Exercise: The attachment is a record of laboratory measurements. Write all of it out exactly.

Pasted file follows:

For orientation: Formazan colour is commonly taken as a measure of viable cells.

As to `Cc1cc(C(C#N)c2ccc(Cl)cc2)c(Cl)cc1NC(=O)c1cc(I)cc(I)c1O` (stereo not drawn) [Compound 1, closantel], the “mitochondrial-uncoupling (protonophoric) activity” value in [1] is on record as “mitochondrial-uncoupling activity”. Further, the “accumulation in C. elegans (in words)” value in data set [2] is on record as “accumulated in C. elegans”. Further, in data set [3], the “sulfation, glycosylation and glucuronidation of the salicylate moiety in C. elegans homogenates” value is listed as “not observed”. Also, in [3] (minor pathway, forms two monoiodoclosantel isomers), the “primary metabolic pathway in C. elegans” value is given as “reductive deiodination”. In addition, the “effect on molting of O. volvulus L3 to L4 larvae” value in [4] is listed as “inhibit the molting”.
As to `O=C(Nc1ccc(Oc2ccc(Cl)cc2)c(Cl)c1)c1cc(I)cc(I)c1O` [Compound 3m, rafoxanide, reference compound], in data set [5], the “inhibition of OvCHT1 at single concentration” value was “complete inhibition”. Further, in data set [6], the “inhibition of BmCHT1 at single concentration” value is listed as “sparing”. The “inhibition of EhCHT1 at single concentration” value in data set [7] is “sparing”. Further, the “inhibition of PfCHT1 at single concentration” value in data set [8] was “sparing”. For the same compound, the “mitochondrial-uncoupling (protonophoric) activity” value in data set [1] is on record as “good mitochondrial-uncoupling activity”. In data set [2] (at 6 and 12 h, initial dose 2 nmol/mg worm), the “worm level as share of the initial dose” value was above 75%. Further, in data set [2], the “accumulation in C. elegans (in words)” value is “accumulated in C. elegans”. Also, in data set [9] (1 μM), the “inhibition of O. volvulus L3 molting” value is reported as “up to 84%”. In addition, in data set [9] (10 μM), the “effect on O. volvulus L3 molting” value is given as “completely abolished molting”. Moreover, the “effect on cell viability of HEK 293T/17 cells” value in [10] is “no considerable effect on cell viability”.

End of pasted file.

For orientation: Formazan colour is commonly taken as a measure of viable cells.

As to `Cc1cc(C(C#N)c2ccc(Cl)cc2)c(Cl)cc1NC(=O)c1cc(I)cc(I)c1O` (stereo not drawn) [Compound 1, closantel], the “mitochondrial-uncoupling (protonophoric) activity” value in [1] is on record as “mitochondrial-uncoupling activity”. Further, the “accumulation in C. elegans (in words)” value in data set [2] is on record as “accumulated in C. elegans”. Further, in data set [3], the “sulfation, glycosylation and glucuronidation of the salicylate moiety in C. elegans homogenates” value is listed as “not observed”. Also, in [3] (minor pathway, forms two monoiodoclosantel isomers), the “primary metabolic pathway in C. elegans” value is given as “reductive deiodination”. In addition, the “effect on molting of O. volvulus L3 to L4 larvae” value in [4] is listed as “inhibit the molting”.
As to `O=C(Nc1ccc(Oc2ccc(Cl)cc2)c(Cl)c1)c1cc(I)cc(I)c1O` [Compound 3m, rafoxanide, reference compound], in data set [5], the “inhibition of OvCHT1 at single concentration” value was “complete inhibition”. Further, in data set [6], the “inhibition of BmCHT1 at single concentration” value is listed as “sparing”. The “inhibition of EhCHT1 at single concentration” value in data set [7] is “sparing”. Further, the “inhibition of PfCHT1 at single concentration” value in data set [8] was “sparing”. For the same compound, the “mitochondrial-uncoupling (protonophoric) activity” value in data set [1] is on record as “good mitochondrial-uncoupling activity”. In data set [2] (at 6 and 12 h, initial dose 2 nmol/mg worm), the “worm level as share of the initial dose” value was above 75%. Further, in data set [2], the “accumulation in C. elegans (in words)” value is “accumulated in C. elegans”. Also, in data set [9] (1 μM), the “inhibition of O. volvulus L3 molting” value is reported as “up to 84%”. In addition, in data set [9] (10 μM), the “effect on O. volvulus L3 molting” value is given as “completely abolished molting”. Moreover, the “effect on cell viability of HEK 293T/17 cells” value in [10] is “no considerable effect on cell viability”.